In a few hours, Norrlands Opera Symphony Orchestra and I will begin our survey of Beethoven Symphonies here in the new European Capital of Culture – Umeå, Sweden.
There will be four concerts in total taking place over one and a half weeks, but our Beethoven cycle has a difference – we have commissioned nine different Swedish composers to each write a nine minute work to be played alongside one of the nine symphonies.
We held a ‘lottery’ a while back to match the composers with a particular symphony and it has been really interesting to see how they have been inspired by their allotted work.
We will be playing the first three symphonies today, and the corresponding world premieres by Kent Olofsson, Fredrik Högberg and Kim Hedås. Quite a marathon, but perhaps slightly eased for the audience by the provision of our special ‘Beethoven and Beyond’ sausage which they will receive in the long interval!
Members of the orchestra and I had a very enjoyable evening making a lot of sausages the other night, with thanks to the guys at local gourmet store Duå (http://www.duaumea.se).
We tried to come up with a sausage to reflect Beethoven’s revolutionary, unique style that emerges during the series of symphonies and the result is wonderful, with more than a nod to the ‘Wiener Schnitzel’. Here is a photo of one of Bassoonists, Maria with her beautifully twisted bangers!
All the concerts will be recorded for broadcast by Swedish Radio in the week beginning the 20th January. I will post details later.
Meanwhile, here is the link to the NorrlandsOperan website about the concerts.
and the official Umeå2014 website
Frederic Austin – The Sea Venturers (1934)
Granville Bantock – The Frogs (1935)
Samuel Coleridge-Taylor – The Song of Hiawatha (1899)
Frederic Cowen – The Butterfly’s Ball (1901)
Henry Balfour Gardiner – Overture to a Comedy (1906, rev. 1911)
Alexander Mackenzie – The Little Minister (1897)
Charles Villiers Stanford – Oedipus Rex Prelude (1885)
Arthur Sullivan – Macbeth (1888)
Released 16th December but available as a download right now from theclassicalshop.net
Full details here
A selection of film music as part of the BBC’s ‘Sound of Cinema’ season.
The BBC Philharmonic and Rumon revisit music they have recorded for Chandos records in a live broadcast on Radio 3, Tuesday 17th September at 7.30pm.
More details here: http://www.bbc.co.uk/programmes/b03b2pd5
This week I’ve been performing the Rózsa Viola Concerto with the amazing Lawrence Power and a few people have asked where they can hear more by this great composer.
Well as a matter of fact I have recorded three CDs of his orchestral music with the BBC Philharmonic captured in spectacular sound by Chandos.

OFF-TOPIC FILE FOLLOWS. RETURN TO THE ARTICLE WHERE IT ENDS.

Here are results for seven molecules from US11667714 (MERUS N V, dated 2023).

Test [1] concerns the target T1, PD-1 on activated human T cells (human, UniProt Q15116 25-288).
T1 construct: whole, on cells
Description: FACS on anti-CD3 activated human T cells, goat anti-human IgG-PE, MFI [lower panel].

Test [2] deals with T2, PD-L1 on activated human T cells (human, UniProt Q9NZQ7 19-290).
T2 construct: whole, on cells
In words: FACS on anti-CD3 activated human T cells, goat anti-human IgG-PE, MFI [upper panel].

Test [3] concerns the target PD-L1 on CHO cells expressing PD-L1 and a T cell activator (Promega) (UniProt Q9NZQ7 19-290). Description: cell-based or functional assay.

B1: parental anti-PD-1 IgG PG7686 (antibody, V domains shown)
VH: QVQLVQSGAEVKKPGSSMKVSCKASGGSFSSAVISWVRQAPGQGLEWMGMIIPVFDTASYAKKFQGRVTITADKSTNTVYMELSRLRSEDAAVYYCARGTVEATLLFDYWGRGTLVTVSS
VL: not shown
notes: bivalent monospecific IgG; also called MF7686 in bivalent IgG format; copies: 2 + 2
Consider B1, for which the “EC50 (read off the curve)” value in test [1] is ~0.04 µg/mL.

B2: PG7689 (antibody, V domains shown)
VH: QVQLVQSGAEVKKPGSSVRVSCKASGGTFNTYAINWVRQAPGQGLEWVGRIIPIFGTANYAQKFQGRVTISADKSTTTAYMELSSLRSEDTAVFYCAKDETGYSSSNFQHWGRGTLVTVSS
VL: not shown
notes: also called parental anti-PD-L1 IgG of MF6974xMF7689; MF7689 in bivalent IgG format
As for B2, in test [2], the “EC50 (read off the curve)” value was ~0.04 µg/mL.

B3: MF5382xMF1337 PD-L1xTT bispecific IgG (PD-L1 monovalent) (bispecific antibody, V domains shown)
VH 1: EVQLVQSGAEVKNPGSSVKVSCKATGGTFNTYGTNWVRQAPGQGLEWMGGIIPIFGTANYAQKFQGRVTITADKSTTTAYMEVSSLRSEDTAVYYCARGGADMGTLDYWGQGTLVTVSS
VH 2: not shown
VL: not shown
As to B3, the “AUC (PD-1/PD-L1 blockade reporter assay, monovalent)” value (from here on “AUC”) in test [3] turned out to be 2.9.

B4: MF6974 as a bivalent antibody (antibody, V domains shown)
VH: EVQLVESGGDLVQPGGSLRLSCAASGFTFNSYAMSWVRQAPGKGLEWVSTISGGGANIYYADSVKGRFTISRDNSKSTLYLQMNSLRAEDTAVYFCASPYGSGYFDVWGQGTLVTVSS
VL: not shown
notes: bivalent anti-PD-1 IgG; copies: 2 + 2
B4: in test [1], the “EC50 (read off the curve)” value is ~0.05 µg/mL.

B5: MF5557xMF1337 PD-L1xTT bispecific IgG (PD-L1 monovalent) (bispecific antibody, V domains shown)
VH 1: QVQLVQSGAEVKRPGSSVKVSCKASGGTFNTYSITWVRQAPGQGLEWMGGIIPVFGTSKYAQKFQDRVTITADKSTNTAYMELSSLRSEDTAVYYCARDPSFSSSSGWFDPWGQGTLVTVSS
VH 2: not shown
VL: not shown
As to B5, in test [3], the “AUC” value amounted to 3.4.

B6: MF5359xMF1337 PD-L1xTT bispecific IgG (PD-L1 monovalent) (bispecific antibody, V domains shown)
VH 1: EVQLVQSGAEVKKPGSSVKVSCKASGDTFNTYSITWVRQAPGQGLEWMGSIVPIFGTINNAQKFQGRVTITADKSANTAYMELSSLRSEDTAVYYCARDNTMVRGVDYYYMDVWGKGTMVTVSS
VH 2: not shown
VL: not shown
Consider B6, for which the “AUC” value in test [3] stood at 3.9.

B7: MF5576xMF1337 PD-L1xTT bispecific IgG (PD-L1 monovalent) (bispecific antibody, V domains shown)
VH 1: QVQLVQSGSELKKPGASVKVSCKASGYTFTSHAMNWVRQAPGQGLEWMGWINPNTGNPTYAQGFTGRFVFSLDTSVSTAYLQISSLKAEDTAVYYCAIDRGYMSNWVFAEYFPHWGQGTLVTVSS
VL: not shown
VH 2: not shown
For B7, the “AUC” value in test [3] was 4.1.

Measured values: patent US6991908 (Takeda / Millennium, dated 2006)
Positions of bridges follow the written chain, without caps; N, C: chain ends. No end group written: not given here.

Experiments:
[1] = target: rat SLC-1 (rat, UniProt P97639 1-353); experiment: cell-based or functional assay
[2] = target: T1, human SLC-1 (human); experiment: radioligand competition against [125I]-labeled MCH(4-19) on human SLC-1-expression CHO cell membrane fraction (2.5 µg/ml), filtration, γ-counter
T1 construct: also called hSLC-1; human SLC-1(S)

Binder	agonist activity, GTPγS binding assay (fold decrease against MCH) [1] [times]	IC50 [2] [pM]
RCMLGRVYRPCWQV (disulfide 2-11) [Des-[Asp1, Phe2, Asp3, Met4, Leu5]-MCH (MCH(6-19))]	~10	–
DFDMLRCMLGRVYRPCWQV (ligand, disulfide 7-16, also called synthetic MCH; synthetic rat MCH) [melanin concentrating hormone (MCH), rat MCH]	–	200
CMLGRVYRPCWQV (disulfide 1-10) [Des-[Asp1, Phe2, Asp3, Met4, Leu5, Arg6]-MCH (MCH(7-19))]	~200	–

Follow the links below for more information on each CD (also available to download).
Orchestral Music vol.1
Orchestral Music vol.2
Orchestral Music vol.3
Rumon will be appearing with the Ulster Orchestra and Mezzo-Soprano Jennifer Johnston live on BBC Radio 3 this Wednesday evening (10/4/2013).
The concert includes E.J Moeran’s rarely performed Sinfonietta plus two dramatic scenarios for Mezzo-Soprano – Britten’s Phaedra and Arianna a Naxos by Haydn. The concert begins with Britten’s Suite ‘A Time There Was’.
Live on Radio 3 at 1930 UK time.
Details here: http://www.bbc.co.uk/programmes/b01rr9n2
The latest volume of the orchestral music by Vincent d’Indy has been released. Featuring perhaps d’Indy’s best known work, the Symphonie sur un Chant Montagnard Français for piano and orchestra (with soloist Louis Lortie), the disc is the first commercial recording made in Iceland’s new concert hall, Harpa.
More details here: http://www.chandos.net/details06.asp?CNumber=CHAN%2010760
It’s always fun when you get to take a trip with an orchestra somewhere slightly different or new, and so having played our concert in Aalborg on Thursday night, we allowed the van to get a headstart on Friday before the rest of us left Aalborg airport early Saturday bound for the small island of Bornholm. Part of Denmark, Bornholm is actually nearer to Sweden, in the Baltic sea and turns out to have quite an interesting history from the times of the crusades to the second world war. We took over the church in the main town of Rønne, a rather nice place with many old houses and a sense of community and history that naturally comes with a life inextricably linked with the sea and the fishing port. Although it was rather wet and windy, it seemed like a beautiful place and the isalnd as a whole is apparently a hugely popular holiday destination, particularly with Germans!
My German soloist, Daniel Müller-Schott once again played the Haydn C major with brilliance, energy, poise, delicacy and beauty (and much more besides!) before we launched into a rip-roaring Beethoven’s second symphony. I caught the eye of Peter, one of our stage managers just before I went out to conduct and he had a look of slight panic at the prospect of de-rigging the concert and a race to catch the last ferry to the mainland in a very short amount of time! I like to think we helped him out a little bit…
With the new concert season about to kick off, here is a trailer for a really interesting project scheduled for November in Umeå: Fredrik Högberg’s multimedia piano concerto. The composer made the news earlier in the year for dropping a flaming grand piano from a bridge into a frozen river…will be interesting to see what becomes of it all!